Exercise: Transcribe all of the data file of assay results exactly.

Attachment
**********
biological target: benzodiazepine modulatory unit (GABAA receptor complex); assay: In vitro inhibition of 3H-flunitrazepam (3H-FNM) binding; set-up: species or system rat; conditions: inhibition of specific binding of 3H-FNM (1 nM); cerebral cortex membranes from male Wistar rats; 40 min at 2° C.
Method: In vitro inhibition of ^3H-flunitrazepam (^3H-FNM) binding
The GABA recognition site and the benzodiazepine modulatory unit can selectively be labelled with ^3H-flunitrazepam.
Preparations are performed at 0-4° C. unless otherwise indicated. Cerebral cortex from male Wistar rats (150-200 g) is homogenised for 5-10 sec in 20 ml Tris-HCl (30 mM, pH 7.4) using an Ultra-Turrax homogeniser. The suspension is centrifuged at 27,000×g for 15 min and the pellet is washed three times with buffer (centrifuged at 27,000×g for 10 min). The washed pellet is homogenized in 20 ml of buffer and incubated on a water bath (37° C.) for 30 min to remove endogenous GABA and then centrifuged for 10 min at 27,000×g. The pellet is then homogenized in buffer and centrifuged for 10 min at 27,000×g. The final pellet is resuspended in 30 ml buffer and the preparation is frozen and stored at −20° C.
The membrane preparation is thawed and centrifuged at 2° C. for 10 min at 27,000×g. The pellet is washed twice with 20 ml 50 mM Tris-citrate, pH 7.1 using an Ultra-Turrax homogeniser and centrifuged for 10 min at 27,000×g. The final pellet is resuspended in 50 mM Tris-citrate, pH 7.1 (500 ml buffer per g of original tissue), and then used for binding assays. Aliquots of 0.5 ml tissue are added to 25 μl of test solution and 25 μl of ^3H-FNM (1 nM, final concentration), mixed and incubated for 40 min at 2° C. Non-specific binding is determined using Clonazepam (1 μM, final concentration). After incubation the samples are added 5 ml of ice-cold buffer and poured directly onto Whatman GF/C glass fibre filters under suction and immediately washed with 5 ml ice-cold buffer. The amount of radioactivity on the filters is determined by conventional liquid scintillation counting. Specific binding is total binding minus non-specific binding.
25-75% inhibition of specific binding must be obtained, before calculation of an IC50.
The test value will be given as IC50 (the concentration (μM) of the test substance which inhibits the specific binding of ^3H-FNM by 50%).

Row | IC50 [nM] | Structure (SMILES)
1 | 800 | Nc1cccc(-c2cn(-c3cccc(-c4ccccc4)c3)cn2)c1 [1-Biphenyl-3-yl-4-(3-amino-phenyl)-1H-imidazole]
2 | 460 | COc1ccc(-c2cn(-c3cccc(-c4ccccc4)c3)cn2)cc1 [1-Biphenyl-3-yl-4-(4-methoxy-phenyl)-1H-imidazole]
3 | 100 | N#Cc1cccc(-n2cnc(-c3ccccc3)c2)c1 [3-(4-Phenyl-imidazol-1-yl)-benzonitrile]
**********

biological target: benzodiazepine modulatory unit (GABAA receptor complex); assay: In vitro inhibition of 3H-flunitrazepam (3H-FNM) binding; set-up: species or system rat; conditions: inhibition of specific binding of 3H-FNM (1 nM); cerebral cortex membranes from male Wistar rats; 40 min at 2° C.
Method: In vitro inhibition of ^3H-flunitrazepam (^3H-FNM) binding
The GABA recognition site and the benzodiazepine modulatory unit can selectively be labelled with ^3H-flunitrazepam.
Preparations are performed at 0-4° C. unless otherwise indicated. Cerebral cortex from male Wistar rats (150-200 g) is homogenised for 5-10 sec in 20 ml Tris-HCl (30 mM, pH 7.4) using an Ultra-Turrax homogeniser. The suspension is centrifuged at 27,000×g for 15 min and the pellet is washed three times with buffer (centrifuged at 27,000×g for 10 min). The washed pellet is homogenized in 20 ml of buffer and incubated on a water bath (37° C.) for 30 min to remove endogenous GABA and then centrifuged for 10 min at 27,000×g. The pellet is then homogenized in buffer and centrifuged for 10 min at 27,000×g. The final pellet is resuspended in 30 ml buffer and the preparation is frozen and stored at −20° C.
The membrane preparation is thawed and centrifuged at 2° C. for 10 min at 27,000×g. The pellet is washed twice with 20 ml 50 mM Tris-citrate, pH 7.1 using an Ultra-Turrax homogeniser and centrifuged for 10 min at 27,000×g. The final pellet is resuspended in 50 mM Tris-citrate, pH 7.1 (500 ml buffer per g of original tissue), and then used for binding assays. Aliquots of 0.5 ml tissue are added to 25 μl of test solution and 25 μl of ^3H-FNM (1 nM, final concentration), mixed and incubated for 40 min at 2° C. Non-specific binding is determined using Clonazepam (1 μM, final concentration). After incubation the samples are added 5 ml of ice-cold buffer and poured directly onto Whatman GF/C glass fibre filters under suction and immediately washed with 5 ml ice-cold buffer. The amount of radioactivity on the filters is determined by conventional liquid scintillation counting. Specific binding is total binding minus non-specific binding.
25-75% inhibition of specific binding must be obtained, before calculation of an IC50.
The test value will be given as IC50 (the concentration (μM) of the test substance which inhibits the specific binding of ^3H-FNM by 50%).

Row | IC50 [nM] | Structure (SMILES)
1 | 800 | Nc1cccc(-c2cn(-c3cccc(-c4ccccc4)c3)cn2)c1 [1-Biphenyl-3-yl-4-(3-amino-phenyl)-1H-imidazole]
2 | 460 | COc1ccc(-c2cn(-c3cccc(-c4ccccc4)c3)cn2)cc1 [1-Biphenyl-3-yl-4-(4-methoxy-phenyl)-1H-imidazole]
3 | 100 | N#Cc1cccc(-n2cnc(-c3ccccc3)c2)c1 [3-(4-Phenyl-imidazol-1-yl)-benzonitrile]